WATERVILLE -- A $30,000 reward for information on the whereabouts of missing toddler Ayla Reynolds expires at midnight today.
On Dec. 26 -- nine days after Ayla was reported missing from her Violette Avenue home -- a group of local businesses and individuals posted the reward. Then, during a May 31 press conference, a spokesman for the group said he and the others decided to withdraw the money in a month.
"We were hoping the reward money would cause someone to come forward and put an end to this ordeal," attorney John Nale said.
But, so far, it hasn't happened.Ayla's mother Trista Reynolds said Friday she was holding out hope that someone would come forward with information and collect the money. It's telling that no one has, she said.
"I honestly feel that if Ayla was really kidnapped, someone would want that $30,000, especially if they knew it was running out," she said.
On Dec. 17, Ayla was reported missing by her father, Justin DiPietro. He contends Ayla was abducted. Police say a kidnapping did not happen and Ayla's blood was found in the basement of 29 Violette Ave. During the May 31 press conference, Department of Public Safety Spokesman Steve McCausland said investigators believe Ayla is likely dead. No suspects have been named.
Reynolds said McCausland's announcement has made the past 30 days difficult for her.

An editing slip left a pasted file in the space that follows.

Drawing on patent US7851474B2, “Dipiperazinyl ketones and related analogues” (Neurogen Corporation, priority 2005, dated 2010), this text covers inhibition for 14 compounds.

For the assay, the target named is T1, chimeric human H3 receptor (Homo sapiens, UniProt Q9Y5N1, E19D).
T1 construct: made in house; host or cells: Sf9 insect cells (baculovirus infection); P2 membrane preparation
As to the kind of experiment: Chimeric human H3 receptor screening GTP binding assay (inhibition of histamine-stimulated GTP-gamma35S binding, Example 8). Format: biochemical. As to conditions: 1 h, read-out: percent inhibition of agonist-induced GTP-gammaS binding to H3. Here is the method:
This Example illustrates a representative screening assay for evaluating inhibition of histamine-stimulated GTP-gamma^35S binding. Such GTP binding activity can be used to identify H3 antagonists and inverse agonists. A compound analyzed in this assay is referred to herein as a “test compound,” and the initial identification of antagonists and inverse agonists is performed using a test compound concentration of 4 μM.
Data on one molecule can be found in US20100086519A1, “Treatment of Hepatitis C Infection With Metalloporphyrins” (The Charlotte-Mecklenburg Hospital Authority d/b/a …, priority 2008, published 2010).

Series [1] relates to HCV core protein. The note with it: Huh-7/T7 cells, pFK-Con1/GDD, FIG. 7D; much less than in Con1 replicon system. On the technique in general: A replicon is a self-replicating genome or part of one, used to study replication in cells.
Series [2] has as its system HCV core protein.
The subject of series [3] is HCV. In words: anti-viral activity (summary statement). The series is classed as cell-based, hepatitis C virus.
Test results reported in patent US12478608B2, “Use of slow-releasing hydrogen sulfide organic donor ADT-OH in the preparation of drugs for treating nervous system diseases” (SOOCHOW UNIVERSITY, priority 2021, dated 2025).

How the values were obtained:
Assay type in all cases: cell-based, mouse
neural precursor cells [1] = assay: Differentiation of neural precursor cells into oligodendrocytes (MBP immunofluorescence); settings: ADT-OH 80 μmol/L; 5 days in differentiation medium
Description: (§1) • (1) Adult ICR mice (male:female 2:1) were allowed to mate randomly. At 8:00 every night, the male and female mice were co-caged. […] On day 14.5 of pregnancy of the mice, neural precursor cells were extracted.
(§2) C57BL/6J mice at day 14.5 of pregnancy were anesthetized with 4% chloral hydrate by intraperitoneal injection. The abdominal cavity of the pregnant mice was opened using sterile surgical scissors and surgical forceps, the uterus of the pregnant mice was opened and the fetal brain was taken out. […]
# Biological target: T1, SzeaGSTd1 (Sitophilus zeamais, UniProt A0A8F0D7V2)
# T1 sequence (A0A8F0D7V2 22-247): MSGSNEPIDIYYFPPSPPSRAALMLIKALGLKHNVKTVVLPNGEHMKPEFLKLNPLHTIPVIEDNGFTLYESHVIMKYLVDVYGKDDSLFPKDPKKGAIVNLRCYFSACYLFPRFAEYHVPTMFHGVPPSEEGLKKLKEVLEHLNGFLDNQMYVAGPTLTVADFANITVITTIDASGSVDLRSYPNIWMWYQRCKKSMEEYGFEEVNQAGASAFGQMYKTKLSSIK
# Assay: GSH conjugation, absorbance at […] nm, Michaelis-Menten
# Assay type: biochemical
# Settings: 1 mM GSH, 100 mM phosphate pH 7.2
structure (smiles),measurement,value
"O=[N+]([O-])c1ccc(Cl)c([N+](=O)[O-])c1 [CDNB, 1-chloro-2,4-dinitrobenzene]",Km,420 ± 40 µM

"It's killing me," she said. "It hurts. It hurts so bad to know my little girl is probably never coming back to me."
Reynolds said investigators recently told her they're not giving up, she said.
"They told me to hang on, to have as much faith as I can," she recalled. "I'm trying. I'm trying to keep my faith, but it's really hard when there's nothing positive to keep my faith up."
McCausland said police continue to receive tips from the public throughout June. He added that the vast majority of those were phoned in by self-described psychics.
Despite the expiration of the reward, the investigation will continue, McCausland said.
"The reward had no play in our investigation whatsoever. The investigation would have proceeded to this point whether there had been a reward or not," he said. "We're very thankful to John Nale and the other business-people who came forward with the money, but it has not affected the investigation up to this point and it will not from this point onward."
Nale said Friday he wanted to renew his exact plea from the May 31 press conference, which he crafted to appeal to the conscience, guilt and sense of humanity of anyone involved in Ayla's disappearance.
"To the person, or persons, responsible for her disappearance, we ask that you now come forward," Nale said in May. "Accept responsibility for what you have done. Show us that you are human, and relieve yourselves, Ayla's family and this community of this burden. For surely, your voluntary acts of admission will far outweigh your continued acts of silence and denial."